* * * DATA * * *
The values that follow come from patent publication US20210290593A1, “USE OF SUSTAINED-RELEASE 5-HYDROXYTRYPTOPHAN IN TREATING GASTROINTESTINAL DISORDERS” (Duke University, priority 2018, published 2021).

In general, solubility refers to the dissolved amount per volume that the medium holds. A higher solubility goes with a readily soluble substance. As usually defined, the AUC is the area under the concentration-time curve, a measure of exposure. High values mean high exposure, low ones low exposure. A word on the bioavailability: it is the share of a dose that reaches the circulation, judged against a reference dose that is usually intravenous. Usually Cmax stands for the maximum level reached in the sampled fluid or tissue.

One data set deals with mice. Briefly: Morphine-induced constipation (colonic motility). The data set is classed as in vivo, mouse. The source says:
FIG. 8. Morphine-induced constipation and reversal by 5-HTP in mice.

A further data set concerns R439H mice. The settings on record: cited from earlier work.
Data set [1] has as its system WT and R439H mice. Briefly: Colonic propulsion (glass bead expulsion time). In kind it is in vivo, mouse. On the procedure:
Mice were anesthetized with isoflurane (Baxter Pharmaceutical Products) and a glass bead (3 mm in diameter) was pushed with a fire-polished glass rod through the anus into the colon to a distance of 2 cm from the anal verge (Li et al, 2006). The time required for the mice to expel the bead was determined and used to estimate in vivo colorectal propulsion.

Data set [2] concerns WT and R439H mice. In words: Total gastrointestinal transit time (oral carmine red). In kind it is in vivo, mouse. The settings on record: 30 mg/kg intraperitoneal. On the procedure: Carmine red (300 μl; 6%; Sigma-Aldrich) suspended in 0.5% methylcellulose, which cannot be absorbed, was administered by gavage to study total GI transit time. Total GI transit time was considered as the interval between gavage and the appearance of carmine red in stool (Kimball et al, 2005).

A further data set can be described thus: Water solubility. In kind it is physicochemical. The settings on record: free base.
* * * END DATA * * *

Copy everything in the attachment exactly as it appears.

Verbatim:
The values that follow come from patent publication US20210290593A1, “USE OF SUSTAINED-RELEASE 5-HYDROXYTRYPTOPHAN IN TREATING GASTROINTESTINAL DISORDERS” (Duke University, priority 2018, published 2021).

In general, solubility refers to the dissolved amount per volume that the medium holds. A higher solubility goes with a readily soluble substance. As usually defined, the AUC is the area under the concentration-time curve, a measure of exposure. High values mean high exposure, low ones low exposure. A word on the bioavailability: it is the share of a dose that reaches the circulation, judged against a reference dose that is usually intravenous. Usually Cmax stands for the maximum level reached in the sampled fluid or tissue.

One data set deals with mice. Briefly: Morphine-induced constipation (colonic motility). The data set is classed as in vivo, mouse. The source says:
FIG. 8. Morphine-induced constipation and reversal by 5-HTP in mice.

A further data set concerns R439H mice. The settings on record: cited from earlier work.
Data set [1] has as its system WT and R439H mice. Briefly: Colonic propulsion (glass bead expulsion time). In kind it is in vivo, mouse. On the procedure:
Mice were anesthetized with isoflurane (Baxter Pharmaceutical Products) and a glass bead (3 mm in diameter) was pushed with a fire-polished glass rod through the anus into the colon to a distance of 2 cm from the anal verge (Li et al, 2006). The time required for the mice to expel the bead was determined and used to estimate in vivo colorectal propulsion.

Data set [2] concerns WT and R439H mice. In words: Total gastrointestinal transit time (oral carmine red). In kind it is in vivo, mouse. The settings on record: 30 mg/kg intraperitoneal. On the procedure: Carmine red (300 μl; 6%; Sigma-Aldrich) suspended in 0.5% methylcellulose, which cannot be absorbed, was administered by gavage to study total GI transit time. Total GI transit time was considered as the interval between gavage and the appearance of carmine red in stool (Kimball et al, 2005).

A further data set can be described thus: Water solubility. In kind it is physicochemical. The settings on record: free base.